One of the easiest ways to go about this is to install the W3 Total Cache plugin on WordPress. It’s by far the most widely-used caching plugin and has over one million active installs.

Here are some of its benefits according to the developer:

  • Improvements in search engine results page rankings, especially for mobile-friendly websites and sites that use SSL
  • At least a 10x improvement in overall site performance
  • Improved conversion rates and site performance, which affect your site’s ranking on Google
  • “Instant” repeat page views: browser caching
  • Optimized progressive render: pages start rendering quickly and can be interacted with more quickly
  • Reduced page load time: increased visitor time on site; visitors view more pages
  • Improved web server performance; sustain high traffic periods
  • Up to 80 percent bandwidth savings via minify and HTTP compression of HTML, CSS, JavaScript and feeds

It’s completely free. Just install and activate it on WordPress, and you’re ready to go.

Platforms like CloudFlare and CloudFront also offer caching as one of their optimization features. For instance, CloudFlare offers local storage caching for modern browsers and mobile devices to efficiently cache the objects on your site.

You can learn more about caching through this resource.

3. Minify Resources

When creating a website, developers will often use spaces, line breaks and indentations to make it more readable and to communicate with other developers more effectively. While this is helpful for reading code, it can end up making the web page longer and clunkier, which can reduce its speed.

A simple way to fix this is to “minify resources,” which makes coding languages like HTML, CSS and JavaScript more lean to increase load time. This is accomplished by converging code to make it more “lightweight.”

Again, there’s a plugin for that. Try Autoptimize or Fast Velocity Minify.

You can also use this resource from Google to minify HTML, CSS and JavaScript, or you can minify code directly with Minify.org.

4. Compress Images

A big part of providing a great UX is to include plenty of high-quality images. In fact, 37 percent of marketers report visual marketing as the most important form of content.

Visual-centric content tends to look good and really resonates with visitors. There’s just one problem – it can make your site sluggish.

One way around that is to compress your images to strip away bulky information and reduce the file size without compromising quality. WP Smush is the perfect plugin for this and has over 900,000 active installs to date.

It works by automatically scanning and compressing every image you upload so your site loads faster and runs more efficiently.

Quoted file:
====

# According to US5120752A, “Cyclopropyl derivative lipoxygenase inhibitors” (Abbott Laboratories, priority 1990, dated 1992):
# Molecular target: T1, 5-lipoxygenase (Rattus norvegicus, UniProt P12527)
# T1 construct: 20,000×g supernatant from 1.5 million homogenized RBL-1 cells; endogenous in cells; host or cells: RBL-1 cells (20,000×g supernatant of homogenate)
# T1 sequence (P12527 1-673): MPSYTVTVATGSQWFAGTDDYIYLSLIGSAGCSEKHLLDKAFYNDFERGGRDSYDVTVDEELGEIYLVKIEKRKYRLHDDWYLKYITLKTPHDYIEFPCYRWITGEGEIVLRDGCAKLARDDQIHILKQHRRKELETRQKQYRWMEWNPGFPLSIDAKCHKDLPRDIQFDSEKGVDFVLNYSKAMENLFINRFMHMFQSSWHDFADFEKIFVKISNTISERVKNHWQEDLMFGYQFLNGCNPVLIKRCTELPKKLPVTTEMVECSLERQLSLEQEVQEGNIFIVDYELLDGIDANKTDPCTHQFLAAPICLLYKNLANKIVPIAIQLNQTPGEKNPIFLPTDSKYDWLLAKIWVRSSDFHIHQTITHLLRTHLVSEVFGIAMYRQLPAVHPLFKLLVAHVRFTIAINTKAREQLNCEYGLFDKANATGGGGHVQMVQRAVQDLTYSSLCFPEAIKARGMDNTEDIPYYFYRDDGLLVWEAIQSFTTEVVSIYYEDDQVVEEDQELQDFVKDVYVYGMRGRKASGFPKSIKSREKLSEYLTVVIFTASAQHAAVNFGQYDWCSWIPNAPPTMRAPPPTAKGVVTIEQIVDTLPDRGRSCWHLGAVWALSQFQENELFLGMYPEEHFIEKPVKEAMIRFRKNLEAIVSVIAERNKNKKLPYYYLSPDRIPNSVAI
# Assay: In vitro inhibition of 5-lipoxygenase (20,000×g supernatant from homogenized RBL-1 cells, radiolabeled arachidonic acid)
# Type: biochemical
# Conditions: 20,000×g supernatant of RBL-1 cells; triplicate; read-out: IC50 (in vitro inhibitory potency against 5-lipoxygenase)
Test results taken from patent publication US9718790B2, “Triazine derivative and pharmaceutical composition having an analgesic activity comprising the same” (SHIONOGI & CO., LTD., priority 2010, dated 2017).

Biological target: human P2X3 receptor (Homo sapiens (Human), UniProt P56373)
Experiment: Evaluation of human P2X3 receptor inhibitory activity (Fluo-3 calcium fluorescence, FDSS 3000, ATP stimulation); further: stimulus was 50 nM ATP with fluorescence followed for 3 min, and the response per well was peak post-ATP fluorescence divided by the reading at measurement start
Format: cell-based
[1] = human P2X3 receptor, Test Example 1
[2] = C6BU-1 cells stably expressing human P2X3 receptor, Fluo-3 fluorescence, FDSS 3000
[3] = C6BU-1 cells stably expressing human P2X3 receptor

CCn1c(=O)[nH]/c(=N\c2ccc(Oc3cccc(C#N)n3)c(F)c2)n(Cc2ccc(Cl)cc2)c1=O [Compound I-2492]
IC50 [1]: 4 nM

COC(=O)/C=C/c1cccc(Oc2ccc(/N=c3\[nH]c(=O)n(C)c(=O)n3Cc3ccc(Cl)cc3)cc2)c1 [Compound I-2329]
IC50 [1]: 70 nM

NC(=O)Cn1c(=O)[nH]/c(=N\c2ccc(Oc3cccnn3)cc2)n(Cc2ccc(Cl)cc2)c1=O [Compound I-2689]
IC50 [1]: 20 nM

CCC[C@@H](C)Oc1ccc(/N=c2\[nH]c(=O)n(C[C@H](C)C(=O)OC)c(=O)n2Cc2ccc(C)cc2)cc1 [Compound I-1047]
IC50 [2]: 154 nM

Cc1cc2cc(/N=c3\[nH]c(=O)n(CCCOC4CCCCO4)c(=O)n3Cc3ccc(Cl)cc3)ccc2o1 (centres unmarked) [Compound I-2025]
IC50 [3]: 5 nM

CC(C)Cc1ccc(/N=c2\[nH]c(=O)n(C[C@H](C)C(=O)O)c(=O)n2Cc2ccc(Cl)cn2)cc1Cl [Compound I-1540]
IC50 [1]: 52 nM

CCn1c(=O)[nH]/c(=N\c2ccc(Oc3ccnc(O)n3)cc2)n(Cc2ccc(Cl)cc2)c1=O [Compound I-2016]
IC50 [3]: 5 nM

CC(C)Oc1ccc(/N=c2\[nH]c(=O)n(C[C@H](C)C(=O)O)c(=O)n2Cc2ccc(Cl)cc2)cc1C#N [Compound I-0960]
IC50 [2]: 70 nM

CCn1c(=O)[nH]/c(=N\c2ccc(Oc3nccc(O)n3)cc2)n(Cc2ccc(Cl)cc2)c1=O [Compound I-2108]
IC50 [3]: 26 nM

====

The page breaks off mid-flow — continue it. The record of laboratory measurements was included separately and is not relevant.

If you’re not on WordPress, try the following resources:

5. Fix Broken Links

No one likes broken links. Not only do they disrupt the UX and annoy visitors, they can also slow down your site. However, it would be unrealistic to expect that your site will never have any broken links.

Checking for them manually is an onerous process, especially if you have a large site. But fortunately, you can install a plugin like WP Broken Link Checker to take care of it for you.

Once it’s installed, it will monitor links (and missing images and redirects) across your site and detect any that don’t work. From there, you’ll be notified via email or your WordPress dashboard so you can make the necessary adjustments.

Or you can use a tool like the Online Broken Link Checker. Simply enter your URL, and it will scan your site and provide you with a free report.

6. Use GZIP Compression

GZIP compression is a practice that compresses files so they use less bandwidth. By making files smaller, you’ll see improved speed and performance for your visitors.

Many sites already utilize it. You can see if your site does by visiting CheckGZIPCompression.com.

Just enter your URL in the search box:


Then hit enter and the results will pop up:

Fortunately for this site, it’s GZIP enabled. But if your site isn’t, you can learn how to enable by visiting this resource.

If you use WordPress and want a shortcut, you can always install the Check and Enable GZIP Compression plugin.

7. Use a Tag Management System (TMS)

Each tag you place on your site makes an external request to an outside resource. If that resource is slow in responding, it can adversely impact your site’s speed and performance. More tags can equal a more sluggish website load time.

A TMS is an effective solution because it condenses all of your tags into a single JavaScript request. It also does this asynchronously, meaning that your site can load independently while the request is being made.

This ensures that your site loads quickly regardless of how long it takes a tag to load.

Tag Inspector is a tag audit platform that not only boosts data quality but also optimizes the performance of your site.

8. Consider Dedicated Hosting

Finally, you may want to switch to dedicated hosting if you’re currently using shared hosting and aren’t happy with the results. Although the costs are higher, you’ll have your own dedicated server, which can translate into faster load time.

That’s because you don’t have to deal with the traffic surges and fluctuations that occur on other sites. While this may be overkill if you have a low volume of traffic, it can be a huge advantage if you consistently have high traffic volume.

Monitor the Results

After making improvements to your site, you need to monitor the results. This will let you know how big of an impact your fixes have had or if there’s anything else left to address.

Start by comparing the new results of Pingdom and Think With Google against the original results to see what the differences are.

You can also use Google Analytics to examine:

  • Bounce rate – Your bounce rate should decrease if your site is faster
  • Pageviews – These should increase
  • Average session duration – This should increase as well

Compare the time period prior to improvements with the time period after improvements to see how they stack up.


Time is literally money when it comes to website speed and performance. These two factors heavily impact your traffic volume, UX, conversions and profitability.

If your site is anything less than lightning-quick, you’ll want to make the necessary improvements right away. As long as you address the right areas, you can shave off some considerable load time, make your visitors happier and increase their odds of ultimately buying.

Which areas of your site’s speed and performance are you most concerned with? What are you doing to address the issues? Let us know in the comments below:

Originally Published On December 12, 2017
September 14, 2018